With that pad plugged in, Ninja Blade becomes more than playable - and although I have heard reports of controllers glitching and not recognising, I only experienced a couple of minor problems myself. The game, while uninspired, effectively does work as a game. It's fit for purpose.

But, actually, is it? That label on the front tells me it's a PC game. The minimum system requirements don't mention an Xbox 360 pad. I can play it, because I happen to have one, but what if I didn't? Would I still be stuck on that first level, trying to work out what on Earth the game meant when it told me to waggle the left stick? And would that be my fault for not owning something increasingly widespread in PC gaming, or the fault of those responsible for such a catastrophic port?

I can't help but feel it's the latter. When you're creating a game for a particular format, it makes absolutely no sense not to optimise it for that format. And there's this nagging, though perhaps overly dramatic, voice in my head that says: that product is not fit for the purpose for which it's sold. It is described as a game for my PC. Unless I own a peripheral designed for a different system entirely, one not mentioned in the game's accompanying literature, I cannot progress past the first level.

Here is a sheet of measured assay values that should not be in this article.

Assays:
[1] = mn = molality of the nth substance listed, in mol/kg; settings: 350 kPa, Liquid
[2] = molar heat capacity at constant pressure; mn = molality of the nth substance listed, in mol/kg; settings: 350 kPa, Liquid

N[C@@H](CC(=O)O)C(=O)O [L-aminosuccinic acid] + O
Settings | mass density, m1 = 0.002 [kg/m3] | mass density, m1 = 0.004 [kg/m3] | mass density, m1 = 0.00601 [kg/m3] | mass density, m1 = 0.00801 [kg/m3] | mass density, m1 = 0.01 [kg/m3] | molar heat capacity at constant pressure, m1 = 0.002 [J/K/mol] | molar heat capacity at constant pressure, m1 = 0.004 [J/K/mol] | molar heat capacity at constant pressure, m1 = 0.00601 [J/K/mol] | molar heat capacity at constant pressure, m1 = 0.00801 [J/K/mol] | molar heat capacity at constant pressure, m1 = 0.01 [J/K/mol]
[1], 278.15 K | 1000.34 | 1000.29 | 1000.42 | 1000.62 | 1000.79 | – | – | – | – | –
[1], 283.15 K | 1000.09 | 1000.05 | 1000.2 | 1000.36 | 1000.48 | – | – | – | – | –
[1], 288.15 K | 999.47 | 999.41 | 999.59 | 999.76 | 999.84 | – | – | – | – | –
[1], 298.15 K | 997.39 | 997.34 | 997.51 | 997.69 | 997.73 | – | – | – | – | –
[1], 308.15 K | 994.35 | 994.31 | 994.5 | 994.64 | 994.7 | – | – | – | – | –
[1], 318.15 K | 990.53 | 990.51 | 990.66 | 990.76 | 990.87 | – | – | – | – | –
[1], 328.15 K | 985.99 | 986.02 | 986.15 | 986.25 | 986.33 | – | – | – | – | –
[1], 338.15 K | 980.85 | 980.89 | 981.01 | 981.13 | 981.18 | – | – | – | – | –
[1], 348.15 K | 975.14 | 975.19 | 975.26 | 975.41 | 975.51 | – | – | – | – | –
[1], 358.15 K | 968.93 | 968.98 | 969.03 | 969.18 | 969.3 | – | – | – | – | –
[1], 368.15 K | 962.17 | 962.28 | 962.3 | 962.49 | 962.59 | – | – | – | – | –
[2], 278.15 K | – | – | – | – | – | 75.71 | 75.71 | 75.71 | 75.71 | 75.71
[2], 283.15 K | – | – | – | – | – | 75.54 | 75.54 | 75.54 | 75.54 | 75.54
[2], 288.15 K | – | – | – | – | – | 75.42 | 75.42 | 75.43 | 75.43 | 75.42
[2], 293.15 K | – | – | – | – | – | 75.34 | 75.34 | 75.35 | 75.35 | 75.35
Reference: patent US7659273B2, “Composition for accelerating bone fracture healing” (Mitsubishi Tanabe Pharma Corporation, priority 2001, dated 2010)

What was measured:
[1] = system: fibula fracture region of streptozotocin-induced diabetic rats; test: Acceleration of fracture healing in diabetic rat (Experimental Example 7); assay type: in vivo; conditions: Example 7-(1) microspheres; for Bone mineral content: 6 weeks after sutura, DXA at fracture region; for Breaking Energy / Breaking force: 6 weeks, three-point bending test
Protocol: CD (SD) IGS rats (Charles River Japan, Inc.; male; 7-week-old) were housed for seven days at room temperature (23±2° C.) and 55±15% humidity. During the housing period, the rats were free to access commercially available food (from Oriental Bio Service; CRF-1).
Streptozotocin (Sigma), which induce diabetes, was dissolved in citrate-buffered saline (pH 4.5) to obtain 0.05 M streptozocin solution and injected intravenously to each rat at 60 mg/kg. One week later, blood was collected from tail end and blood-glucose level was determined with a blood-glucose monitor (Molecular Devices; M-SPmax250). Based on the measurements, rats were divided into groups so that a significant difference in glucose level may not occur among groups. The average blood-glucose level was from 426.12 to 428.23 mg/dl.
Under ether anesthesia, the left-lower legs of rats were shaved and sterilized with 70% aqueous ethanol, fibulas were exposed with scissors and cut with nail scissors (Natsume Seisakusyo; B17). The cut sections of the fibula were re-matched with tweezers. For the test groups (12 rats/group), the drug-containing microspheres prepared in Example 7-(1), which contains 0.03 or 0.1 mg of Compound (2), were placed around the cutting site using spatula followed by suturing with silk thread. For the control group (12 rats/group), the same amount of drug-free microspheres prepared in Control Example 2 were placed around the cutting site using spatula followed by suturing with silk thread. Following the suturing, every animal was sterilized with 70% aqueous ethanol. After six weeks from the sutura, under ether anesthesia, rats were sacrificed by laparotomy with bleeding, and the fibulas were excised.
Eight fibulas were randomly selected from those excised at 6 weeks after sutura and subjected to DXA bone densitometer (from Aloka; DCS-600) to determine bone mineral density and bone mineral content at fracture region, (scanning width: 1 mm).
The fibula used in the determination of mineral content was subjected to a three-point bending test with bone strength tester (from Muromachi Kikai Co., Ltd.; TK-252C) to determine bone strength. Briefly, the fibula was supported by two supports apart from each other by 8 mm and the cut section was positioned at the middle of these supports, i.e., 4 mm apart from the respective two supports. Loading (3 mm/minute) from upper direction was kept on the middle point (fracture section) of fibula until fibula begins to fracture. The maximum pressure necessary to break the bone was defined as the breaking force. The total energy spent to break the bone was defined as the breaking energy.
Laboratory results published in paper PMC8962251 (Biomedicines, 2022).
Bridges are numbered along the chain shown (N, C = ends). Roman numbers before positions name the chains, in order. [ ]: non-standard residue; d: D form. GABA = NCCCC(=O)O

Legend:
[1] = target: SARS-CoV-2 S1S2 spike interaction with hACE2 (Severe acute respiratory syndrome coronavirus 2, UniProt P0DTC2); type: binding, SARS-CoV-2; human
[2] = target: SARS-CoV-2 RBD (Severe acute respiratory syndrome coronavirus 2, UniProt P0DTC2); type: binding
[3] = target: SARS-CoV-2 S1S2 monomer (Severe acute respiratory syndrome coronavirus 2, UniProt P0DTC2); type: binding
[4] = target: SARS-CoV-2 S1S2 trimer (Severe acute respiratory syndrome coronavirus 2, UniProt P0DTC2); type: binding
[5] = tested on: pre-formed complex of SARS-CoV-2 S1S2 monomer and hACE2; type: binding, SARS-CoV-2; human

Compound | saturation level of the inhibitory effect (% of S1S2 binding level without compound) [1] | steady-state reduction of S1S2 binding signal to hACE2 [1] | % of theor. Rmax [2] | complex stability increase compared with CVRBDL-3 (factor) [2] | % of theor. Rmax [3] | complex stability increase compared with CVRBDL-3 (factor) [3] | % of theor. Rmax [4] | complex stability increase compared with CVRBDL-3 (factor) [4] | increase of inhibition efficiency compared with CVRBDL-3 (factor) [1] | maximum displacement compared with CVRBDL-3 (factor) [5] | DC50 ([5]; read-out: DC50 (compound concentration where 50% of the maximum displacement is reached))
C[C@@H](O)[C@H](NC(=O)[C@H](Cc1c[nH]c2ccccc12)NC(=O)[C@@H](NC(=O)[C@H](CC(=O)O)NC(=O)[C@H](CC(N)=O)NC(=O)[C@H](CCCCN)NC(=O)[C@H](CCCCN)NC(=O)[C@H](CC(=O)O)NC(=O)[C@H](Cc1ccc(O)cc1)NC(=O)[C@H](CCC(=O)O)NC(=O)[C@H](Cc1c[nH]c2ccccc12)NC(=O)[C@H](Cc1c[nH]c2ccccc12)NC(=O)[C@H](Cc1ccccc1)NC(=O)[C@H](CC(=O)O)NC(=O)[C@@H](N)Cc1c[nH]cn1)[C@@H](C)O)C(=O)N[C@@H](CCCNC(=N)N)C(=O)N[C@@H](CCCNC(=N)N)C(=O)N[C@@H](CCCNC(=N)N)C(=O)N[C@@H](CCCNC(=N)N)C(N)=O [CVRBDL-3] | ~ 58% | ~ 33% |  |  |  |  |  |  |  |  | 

Picking specifically on Ninja Blade might be a little cruel. It's happened a great many times before, with conversions of some of the finest games around. Resident Evil 4's PC release famously omitted a menu option to quit the game, such was the laziness of the conversion. There have been countless occurences of this type, and there will undoubtedly be more. And it's time we start getting a little bit irked about it, each and every time the issue crops up.

But these good reviews of Ninja Blade? Bizarre. I cannot understand them. I've yet to read a review that doesn't at least mention the sloppiness of the conversion, but I have read a couple that suggest it doesn't really matter. Try as I might, I can't get behind that. It's a PC game that doesn't work properly with PC hardware. Whatever Ninja Blade's merits as a game may be, it utterly fails as a product.

[Lewis Denby is editor of Resolution Magazine and general freelance busybody for anyone that'll have him. If he'd been paid for such a shoddy conversion job, he's not sure he'd be able to live with the guilt.]


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Comments


Ryan Langley
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While more of a nit pick than a huge problem, I've been hearing the PC version of Mass Effect features overly large buttons - fine for the console, but look a little ridiculous on the PC when you've got more precise clicking.

Jamie Mann
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Out of interest: does Ninja Blade work with a non-X360 gamepad? Or is this one of those games which refuses to acknowledge such things exist?

Chris Remo
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Ryan,